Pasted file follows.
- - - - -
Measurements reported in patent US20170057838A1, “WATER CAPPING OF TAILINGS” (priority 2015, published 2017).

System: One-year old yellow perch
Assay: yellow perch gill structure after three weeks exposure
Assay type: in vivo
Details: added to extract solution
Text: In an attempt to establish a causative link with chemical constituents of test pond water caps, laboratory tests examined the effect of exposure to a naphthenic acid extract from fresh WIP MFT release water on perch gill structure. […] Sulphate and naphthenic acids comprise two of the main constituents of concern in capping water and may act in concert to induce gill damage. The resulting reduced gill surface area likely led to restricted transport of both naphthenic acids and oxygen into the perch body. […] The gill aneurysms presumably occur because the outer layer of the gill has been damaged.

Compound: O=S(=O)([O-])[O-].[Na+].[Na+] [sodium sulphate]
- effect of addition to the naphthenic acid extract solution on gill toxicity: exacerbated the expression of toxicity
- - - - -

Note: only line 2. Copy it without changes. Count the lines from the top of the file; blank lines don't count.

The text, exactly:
System: One-year old yellow perch